Savor the South–Beans & Field Peas

Beans and Field Peas by Sandra Gutierrez, UNC Press 2015, $19.00 cloth, 136 pages

Beans and Field Peas by Sandra Gutierrez, UNC Press 2015, $19.00 cloth, 136 pages

There will be no beans in the Almost Perfect State

–Don Marquis

So, how do we feel about beans? I’d say ambivalent at best. We’re happy to see them among the macaroni salad and hot dogs, but no one craves beans. Not the way we crave bacon or cheese.

Nonetheless, Red Beans and Rice, Pasta e Fagioli, and Refried Beans are earthy peasant foods that have become classics–that we do crave.

And Gutierrez offers all these recipes and more, with a Southern twist. So her baked beans are made with fatback rather than salt pork and sorghum rather than molasses.

But she starts (as do all the books in the Savor the South series) with recollections, history, and good information about buying and cooking beans. “George Washington is credited with importing field peas to Virginia when he brought forty bushels of seeds to sow on his own land in 1797.” And of course, our third president and first gourmet, Thomas Jefferson notes growing and eating peas in his Farm Book.

Beans, from kidney beans to green beans are members of the Phaeolus genus, while field peas, which have nothing to do with beans are members of the Vigna genus. But Gutierrez admits, that vernacular names–often from Indian, African, Spanish, or Portuguese words–like crowder peas, cowpeas, butter beans, field peas, rockers, turkey craws, lady peas, or purple hulls, make it almost impossible to track and identify beans and field peas.

Better to just enjoy them. Gutierrez divides her recipes into classic and new southern dishes, and includes a chapter on international dishes. If you leave time for soaking and simmering, her recipe for Red Beans and Rice will fit into any schedule. And while a quick Pasta e Fagioli can be made from canned tomatoes, pasta, and canned cannelini beans, take the time to make Gutierrez’s version enriched with leeks, carrots, celery, shallots, and garlic. And if you’re setting up that backyard barbecue spread, Smoky New Potato, Green Bean, and Bacon Salad will fit right in, the green beans offering a bright snap against the smooth potatoes.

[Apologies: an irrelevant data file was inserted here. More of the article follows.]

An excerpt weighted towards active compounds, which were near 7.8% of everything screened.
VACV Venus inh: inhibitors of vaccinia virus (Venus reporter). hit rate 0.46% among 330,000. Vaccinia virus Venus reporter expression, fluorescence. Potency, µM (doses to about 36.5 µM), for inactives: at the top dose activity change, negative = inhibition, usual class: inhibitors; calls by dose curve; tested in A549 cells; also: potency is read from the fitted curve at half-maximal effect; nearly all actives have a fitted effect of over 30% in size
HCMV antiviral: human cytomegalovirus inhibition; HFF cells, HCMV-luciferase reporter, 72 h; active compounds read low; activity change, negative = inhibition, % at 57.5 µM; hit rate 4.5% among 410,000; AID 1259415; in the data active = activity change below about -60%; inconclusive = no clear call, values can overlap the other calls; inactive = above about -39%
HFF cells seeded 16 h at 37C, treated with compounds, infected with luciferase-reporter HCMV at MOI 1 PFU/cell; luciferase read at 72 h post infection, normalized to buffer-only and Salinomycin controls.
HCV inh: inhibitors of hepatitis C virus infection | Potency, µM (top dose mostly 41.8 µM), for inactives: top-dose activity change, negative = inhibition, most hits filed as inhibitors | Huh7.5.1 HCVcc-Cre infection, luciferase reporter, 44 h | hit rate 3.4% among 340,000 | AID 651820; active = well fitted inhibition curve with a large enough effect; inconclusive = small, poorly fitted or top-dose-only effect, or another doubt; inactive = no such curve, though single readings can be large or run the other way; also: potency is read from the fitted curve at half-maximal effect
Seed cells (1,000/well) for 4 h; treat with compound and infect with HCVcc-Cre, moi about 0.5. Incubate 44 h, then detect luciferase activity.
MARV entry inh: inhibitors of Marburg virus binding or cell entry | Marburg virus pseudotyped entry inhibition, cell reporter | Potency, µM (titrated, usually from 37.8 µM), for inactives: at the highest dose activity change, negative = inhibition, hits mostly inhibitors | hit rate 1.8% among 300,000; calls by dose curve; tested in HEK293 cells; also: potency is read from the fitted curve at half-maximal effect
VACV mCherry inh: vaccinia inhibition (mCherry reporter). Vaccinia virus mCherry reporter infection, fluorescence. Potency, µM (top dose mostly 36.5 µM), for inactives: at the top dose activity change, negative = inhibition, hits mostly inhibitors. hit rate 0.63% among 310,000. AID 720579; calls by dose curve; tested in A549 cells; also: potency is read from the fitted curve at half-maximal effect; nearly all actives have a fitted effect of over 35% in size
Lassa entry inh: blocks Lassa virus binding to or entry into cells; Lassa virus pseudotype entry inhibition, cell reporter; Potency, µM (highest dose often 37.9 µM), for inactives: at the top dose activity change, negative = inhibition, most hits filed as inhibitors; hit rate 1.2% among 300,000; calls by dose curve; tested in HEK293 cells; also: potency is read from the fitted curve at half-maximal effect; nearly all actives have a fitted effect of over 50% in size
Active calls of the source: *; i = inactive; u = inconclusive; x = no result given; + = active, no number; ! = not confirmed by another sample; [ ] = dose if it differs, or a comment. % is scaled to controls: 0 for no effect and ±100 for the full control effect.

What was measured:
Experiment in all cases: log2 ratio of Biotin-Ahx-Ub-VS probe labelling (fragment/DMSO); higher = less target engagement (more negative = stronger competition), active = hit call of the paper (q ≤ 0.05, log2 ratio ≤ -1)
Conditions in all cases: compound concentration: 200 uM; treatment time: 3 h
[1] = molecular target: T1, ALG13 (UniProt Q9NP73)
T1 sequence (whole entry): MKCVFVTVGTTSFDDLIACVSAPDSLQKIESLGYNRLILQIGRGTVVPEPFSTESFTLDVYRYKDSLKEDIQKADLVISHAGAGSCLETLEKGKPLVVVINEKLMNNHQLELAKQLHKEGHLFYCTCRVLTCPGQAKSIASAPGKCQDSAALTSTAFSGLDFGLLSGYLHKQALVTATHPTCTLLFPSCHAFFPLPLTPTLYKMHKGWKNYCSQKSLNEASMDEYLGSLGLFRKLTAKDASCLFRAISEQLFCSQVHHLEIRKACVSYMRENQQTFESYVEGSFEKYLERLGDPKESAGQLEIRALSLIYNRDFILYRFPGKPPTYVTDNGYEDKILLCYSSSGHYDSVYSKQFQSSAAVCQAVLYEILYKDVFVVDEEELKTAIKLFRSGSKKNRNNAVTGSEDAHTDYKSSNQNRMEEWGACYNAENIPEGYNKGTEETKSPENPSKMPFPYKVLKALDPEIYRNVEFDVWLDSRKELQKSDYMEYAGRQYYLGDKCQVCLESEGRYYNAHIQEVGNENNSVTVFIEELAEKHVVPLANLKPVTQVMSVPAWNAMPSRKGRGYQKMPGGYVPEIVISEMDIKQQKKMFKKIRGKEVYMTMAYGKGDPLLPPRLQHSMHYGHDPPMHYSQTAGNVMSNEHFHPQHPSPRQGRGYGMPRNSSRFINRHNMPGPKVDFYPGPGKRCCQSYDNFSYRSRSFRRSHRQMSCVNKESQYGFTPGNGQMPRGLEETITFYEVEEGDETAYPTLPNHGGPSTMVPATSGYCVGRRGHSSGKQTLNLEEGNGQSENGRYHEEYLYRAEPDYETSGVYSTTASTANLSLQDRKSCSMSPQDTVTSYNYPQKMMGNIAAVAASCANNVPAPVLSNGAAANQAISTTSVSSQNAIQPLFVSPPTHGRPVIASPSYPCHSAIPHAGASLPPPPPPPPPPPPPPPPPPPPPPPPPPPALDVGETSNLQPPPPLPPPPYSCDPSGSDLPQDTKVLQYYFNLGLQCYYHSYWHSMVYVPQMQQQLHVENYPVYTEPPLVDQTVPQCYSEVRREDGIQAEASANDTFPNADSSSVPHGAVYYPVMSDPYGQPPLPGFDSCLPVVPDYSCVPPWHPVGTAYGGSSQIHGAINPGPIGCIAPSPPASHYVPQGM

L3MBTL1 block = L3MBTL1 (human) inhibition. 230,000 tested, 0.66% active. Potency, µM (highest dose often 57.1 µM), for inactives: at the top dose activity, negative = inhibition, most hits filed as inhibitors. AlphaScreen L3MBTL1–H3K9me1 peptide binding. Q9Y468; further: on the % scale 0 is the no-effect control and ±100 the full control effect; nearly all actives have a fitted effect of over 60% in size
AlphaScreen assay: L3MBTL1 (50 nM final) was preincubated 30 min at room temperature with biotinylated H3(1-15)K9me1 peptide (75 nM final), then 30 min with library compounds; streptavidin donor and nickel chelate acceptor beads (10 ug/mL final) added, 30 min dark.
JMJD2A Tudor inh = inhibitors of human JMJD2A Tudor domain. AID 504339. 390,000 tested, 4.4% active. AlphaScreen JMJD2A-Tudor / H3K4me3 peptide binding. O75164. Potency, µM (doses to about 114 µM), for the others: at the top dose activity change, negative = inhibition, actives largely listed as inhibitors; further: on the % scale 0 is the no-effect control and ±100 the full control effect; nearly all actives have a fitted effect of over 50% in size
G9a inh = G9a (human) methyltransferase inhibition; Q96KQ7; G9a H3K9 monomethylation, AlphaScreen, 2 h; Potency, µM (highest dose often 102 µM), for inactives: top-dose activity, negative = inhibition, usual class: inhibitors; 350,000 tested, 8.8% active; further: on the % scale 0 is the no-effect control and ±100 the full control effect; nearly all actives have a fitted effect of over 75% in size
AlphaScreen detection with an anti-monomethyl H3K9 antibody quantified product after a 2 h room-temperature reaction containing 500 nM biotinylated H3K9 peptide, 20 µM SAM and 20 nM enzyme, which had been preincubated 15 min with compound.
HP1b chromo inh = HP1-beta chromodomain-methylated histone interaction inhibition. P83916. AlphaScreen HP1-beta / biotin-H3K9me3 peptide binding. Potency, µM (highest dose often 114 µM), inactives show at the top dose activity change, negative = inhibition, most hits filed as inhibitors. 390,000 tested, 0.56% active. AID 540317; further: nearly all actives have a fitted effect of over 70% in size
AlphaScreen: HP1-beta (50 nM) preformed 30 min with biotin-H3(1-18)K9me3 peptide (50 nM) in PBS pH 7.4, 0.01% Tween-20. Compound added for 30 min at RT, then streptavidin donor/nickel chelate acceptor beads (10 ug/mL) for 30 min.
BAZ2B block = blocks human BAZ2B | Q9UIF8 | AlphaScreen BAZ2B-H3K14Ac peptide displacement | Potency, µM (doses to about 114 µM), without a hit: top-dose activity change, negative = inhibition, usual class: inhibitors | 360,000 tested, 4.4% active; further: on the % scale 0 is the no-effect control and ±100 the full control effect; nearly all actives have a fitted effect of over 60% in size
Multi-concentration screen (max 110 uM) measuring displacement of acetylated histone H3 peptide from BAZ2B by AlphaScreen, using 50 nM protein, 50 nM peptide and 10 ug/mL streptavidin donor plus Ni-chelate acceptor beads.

If any book can change your mind about beans–this is it.

 

 

Advertisements

About Appetite for Books

read, cook, eat, repeat
This entry was posted in cultural, food focus, regional, what's for dinner and tagged , , , . Bookmark the permalink.

Leave a Reply

Fill in your details below or click an icon to log in:

WordPress.com Logo

You are commenting using your WordPress.com account. Log Out / Change )

Twitter picture

You are commenting using your Twitter account. Log Out / Change )

Facebook photo

You are commenting using your Facebook account. Log Out / Change )

Google+ photo

You are commenting using your Google+ account. Log Out / Change )

Connecting to %s